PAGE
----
Primary AppointmentMicrobiology, Immunology, and Cancer Biology
Jordan Hall, Room 7088
Charlottesville, VA 22903
HIV diversity, evolution, fitness, drug resistance and disease progression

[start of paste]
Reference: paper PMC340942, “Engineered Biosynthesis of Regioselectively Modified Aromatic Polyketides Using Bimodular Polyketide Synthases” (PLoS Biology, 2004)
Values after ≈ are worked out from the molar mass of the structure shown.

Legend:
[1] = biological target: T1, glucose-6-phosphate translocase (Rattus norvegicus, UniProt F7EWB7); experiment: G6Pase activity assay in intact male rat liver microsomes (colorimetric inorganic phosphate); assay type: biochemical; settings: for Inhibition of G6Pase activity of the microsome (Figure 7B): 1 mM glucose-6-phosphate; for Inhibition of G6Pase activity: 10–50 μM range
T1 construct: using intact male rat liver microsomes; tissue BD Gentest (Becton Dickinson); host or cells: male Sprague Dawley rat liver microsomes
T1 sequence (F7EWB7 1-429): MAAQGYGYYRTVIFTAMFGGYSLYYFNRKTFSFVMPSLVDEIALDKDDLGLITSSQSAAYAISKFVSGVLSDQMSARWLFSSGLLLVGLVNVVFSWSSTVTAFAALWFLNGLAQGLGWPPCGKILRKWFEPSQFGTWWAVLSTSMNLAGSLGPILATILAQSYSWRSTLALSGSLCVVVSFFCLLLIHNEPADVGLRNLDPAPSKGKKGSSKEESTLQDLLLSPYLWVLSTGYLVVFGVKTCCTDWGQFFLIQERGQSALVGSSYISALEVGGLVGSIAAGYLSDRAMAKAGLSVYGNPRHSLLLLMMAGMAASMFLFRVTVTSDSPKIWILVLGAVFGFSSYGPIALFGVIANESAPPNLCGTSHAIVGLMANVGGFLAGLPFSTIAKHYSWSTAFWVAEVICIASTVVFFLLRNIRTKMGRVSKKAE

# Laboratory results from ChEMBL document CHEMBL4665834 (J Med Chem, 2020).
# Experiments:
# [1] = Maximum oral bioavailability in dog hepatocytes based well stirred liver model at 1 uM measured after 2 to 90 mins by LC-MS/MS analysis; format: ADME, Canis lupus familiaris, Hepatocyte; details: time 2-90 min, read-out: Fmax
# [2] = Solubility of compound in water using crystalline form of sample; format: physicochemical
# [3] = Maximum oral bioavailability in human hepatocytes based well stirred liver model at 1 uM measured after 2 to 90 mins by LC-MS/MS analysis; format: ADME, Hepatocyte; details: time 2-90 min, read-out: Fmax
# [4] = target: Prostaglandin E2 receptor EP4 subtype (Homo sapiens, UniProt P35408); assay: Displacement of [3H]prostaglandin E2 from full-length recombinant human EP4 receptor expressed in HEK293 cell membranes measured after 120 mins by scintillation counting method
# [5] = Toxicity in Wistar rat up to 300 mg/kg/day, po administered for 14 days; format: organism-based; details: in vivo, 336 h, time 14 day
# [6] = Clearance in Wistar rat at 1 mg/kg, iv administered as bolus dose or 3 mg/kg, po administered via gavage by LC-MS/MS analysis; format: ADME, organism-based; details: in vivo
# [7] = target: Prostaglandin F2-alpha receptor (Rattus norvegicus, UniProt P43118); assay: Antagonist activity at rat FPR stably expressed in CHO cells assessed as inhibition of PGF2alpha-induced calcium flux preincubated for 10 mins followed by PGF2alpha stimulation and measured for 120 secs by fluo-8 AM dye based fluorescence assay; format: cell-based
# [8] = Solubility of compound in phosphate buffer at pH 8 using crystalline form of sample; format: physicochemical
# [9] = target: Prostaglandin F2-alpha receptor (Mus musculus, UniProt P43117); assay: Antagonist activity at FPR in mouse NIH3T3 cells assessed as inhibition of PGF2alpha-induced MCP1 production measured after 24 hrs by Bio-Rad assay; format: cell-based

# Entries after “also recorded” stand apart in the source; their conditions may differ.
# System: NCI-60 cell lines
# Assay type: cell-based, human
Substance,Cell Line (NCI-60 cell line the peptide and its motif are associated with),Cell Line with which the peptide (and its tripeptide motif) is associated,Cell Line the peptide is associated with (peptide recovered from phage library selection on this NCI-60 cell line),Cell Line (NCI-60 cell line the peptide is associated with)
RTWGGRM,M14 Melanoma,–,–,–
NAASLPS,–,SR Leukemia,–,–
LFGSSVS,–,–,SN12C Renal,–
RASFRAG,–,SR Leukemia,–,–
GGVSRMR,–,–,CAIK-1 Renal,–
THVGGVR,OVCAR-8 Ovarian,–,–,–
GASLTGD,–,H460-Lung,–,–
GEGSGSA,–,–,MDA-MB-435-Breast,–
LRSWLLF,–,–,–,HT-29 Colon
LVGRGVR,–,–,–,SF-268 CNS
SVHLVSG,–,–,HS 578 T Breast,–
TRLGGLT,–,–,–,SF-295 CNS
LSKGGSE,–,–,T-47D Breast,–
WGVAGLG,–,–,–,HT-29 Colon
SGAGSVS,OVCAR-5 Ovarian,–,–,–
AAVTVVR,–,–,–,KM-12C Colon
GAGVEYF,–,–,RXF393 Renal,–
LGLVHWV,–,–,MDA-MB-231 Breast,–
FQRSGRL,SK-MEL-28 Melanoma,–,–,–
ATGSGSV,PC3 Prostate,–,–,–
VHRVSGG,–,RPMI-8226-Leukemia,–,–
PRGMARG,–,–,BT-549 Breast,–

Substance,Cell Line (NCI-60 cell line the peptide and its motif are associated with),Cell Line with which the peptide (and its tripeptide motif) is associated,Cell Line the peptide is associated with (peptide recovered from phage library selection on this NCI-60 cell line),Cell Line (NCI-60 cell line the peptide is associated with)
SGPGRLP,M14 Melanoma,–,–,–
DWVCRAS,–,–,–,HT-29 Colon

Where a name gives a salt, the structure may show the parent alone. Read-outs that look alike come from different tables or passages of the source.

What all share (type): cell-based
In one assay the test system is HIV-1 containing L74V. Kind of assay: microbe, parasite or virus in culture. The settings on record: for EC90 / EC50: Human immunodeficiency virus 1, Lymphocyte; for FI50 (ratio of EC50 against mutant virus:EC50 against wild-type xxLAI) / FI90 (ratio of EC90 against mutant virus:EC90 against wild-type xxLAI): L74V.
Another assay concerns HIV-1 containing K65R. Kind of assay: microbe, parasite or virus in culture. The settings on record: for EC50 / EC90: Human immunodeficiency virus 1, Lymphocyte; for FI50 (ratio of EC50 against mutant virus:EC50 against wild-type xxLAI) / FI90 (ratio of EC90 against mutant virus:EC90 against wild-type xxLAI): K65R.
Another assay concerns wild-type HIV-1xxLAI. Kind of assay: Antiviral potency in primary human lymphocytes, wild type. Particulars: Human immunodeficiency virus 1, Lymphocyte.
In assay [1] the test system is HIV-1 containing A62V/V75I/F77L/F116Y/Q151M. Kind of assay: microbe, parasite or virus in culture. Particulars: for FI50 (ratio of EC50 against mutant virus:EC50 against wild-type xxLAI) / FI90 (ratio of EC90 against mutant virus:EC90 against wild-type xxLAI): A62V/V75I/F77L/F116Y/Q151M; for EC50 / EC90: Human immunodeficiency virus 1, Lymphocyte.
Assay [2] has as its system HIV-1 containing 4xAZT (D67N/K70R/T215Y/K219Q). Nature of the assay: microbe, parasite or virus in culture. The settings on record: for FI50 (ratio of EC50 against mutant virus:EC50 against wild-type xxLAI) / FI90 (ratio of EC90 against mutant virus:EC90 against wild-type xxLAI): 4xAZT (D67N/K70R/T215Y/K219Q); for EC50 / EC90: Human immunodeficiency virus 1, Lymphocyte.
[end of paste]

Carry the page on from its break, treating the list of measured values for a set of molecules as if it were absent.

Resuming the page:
Human immunodeficiency viruses (HIV) crossed the species barrier from non-human primates multiple times in Central Africa leading to the establishment of two distinct HIV types (HIV-1 and HIV- 2) which are further sub-classified into groups (HIV-1: groups M, N, O and P and HIV-2 groups A and B). Group M dominates the epidemic with 9 subtypes and about 55 circulating recombinant forms (CRF). The low prevalence and poor establishment of groups N, O, P as well as HIV-2 may be attributable to viral factors such as poor transmissibility and fitness or host restriction factors including HLA types. The role of this divergent evolution in the development of drug resistance, fitness and disease progression among HIV and SIV strains remains largely unknown. Despite the abundance of studies on the pattern of drug resistance and disease progression in HIV-1 subtype B patients, there is a paucity of similar data on HIV genotypes circulating in sub-Saharan Africa where the epidemic is hitting the hardest. Such studies are of particular importance at a time when the roll out of Highly Active Antiretroviral Therapy (HAART) in sub-Saharan Africa is gradually making a difference. Through collaboration with Dr. Pascal Bessong at the University of Venda (Univen), Thohoyandou, in the Limpopo Province of Northern South Africa, we have established contacts with HIV clinics throughout the Province that have been administering HAART since 2004. Studies include the establishment of electronic databases that would facilitate treatment follow-up and outcome studies, utilizing novel genotypic and phenotypic assays to determine reasons for HAART failure and the pattern of drug resistance development especially in subtype C. These studies are performed on site at the University of Venda and also in our UVa laboratories and involve joint collaboration of Faculty, Staff and students from both Universities. At our UVa laboratory, we continue to study by in vitro mutagenesis experiments how the divergent evolution of HIV group O has affected resistance to novel antiretrovirals. We are also expanding on earlier studies of drug resistance development to include aspects of fitness and disease progression in CRF02_AG and CRF06cpx strains, the most prevalent recombinant HIVs in West and Central Africa. Using recent molecular Bayesian analyses methods coupled with our phenotypic analyses, old and recent sequences from the HIV database will be used to reconstruct the dissemination dynamics of CRF02_AG and CRF06cpx strains in West and Central Africa during the last 2 decades.